First, parents and other loving Christian adults trying to pass on faith to the next generation are a force to be reckoned with. The connection between faithful parents and faithful children is, according to Dr. Christian Smith who led the NSYR, this connection is “nearly deterministic.” Nothing else comes close to having the effect that parents and other caring adults have on the children in their lives—not youth ministry or pastors or service projects or Christian education efforts in parochial schools or churches—those all pale in comparison to the far-reaching influence of parents and other loving adult mentors to youth.
Christian Smith says that nothing else “comes remotely close to matching the influence of parents on the religious faith and practices of youth….Parents just dominate.”
The second takeaway from the parable of the talents and this NSYR research is this: whatever you do, leave your shovel in the toolshed!
The third servant in the parable, when he realized the awesome gift and the amazing responsibility his master had plopped down in his lap…the third servant was paralyzed rather than energized. His hope faded and his fear kicked in—“What if I mess up???”
So rather than investing his talent in the stock market, the third servant found his trusty shovel, dug a huge hole, and buried his talent for safe-keeping in the soil of his backyard.
Whatever he might do, he surely wasn’t going to lose his master’s wealth…
….even though that’s exactly what happened.
When the master returned to hear how his three servants handled the talents entrusted to them, he was so overjoyed with the over-the-top, reckless investing the first two servants engaged in—that he gave them even more money to take out and invest!
But when the shivering, sniveling third servant haltingly stepped forward, admitting that he decided simply to bury his talent so that none of it would be lost—his master had a fit, giving that third servant his walking papers and turning over his talent to the first two servants.
And why? Because the master in the parable is the God-figure, and God is the quintessential “high roller!”
God gambles, God takes enormous risks with everything God has made. God gives stuff away, willy-nilly entrusts way too much to scrawny little creatures like us…and God grants us the freedom to do the same—to give away what God has first given to us, trusting that the gifts will multiply as they are divided.
But shovels, and holes in the ground, and nest eggs hidden away: God has “zero tolerance” for any of that. God doesn’t want to see you or me or anyone else digging a hole in our backyard to hide what we have. Keep your shovels in the toolshed!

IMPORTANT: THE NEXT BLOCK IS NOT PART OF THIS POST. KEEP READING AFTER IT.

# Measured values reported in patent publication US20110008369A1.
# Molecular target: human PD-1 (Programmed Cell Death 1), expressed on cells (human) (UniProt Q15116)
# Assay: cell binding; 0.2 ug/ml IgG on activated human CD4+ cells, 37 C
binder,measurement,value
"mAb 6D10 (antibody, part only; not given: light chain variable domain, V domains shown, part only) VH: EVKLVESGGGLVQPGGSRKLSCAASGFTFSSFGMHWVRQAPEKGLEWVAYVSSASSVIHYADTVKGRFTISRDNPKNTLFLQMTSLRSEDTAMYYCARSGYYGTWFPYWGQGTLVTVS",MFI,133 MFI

Not everyone in our churches has learned this. The NSYR found that while 2/3 of teens raised by black Protestant parents and 50% of teens raised by conservative Protestant parents remained faithful in young adulthood….but 70% of teens raised by mainline Protestant parents had minimal or lower levels of religiousness as young adults.
In other words, mainline Protestants like us ELCA folks, have a problem. We’re too fond of our shovels!
Here’s one final quote from Christian Smith: many mainline Protestant parents said they “feel guilty if they think they are doing anything to direct their children toward their religion as opposed to any other possibility.” They question if they should tell their child “what I believe is right.”
Too many of us in our ELCA seem to think it’s heavy-handed, or even coercive, to share our faith with our kids. We’ve become so open, so broad-minded that we won’t even argue our own position in a good debate!
In short, we’ve gone for the shovel, buried our gift….when what we should be getting out of the tool shed is the planter, the cultivator, and that big bottle of Miracle-Gro!
Don’t worry about faith-sharing by Christians being “heavy handed!” Our kids will figure out how to doubt and be skeptical and drift away all on their own (and they’ll get plenty of encouragement to do so!)
But before our children can raise questions about their faith, they need to have a faith worth questioning, and that is where we Christian adults come in. Our calling is to plant, not bury, Christian faith….to give away the best of what we’ve been given, as lavishly, lovingly and recklessly as God has given away God’s very best: Jesus Christ our Lord and the faith, hope and love that Jesus always calls forth in us.
In the name of Jesus. Amen.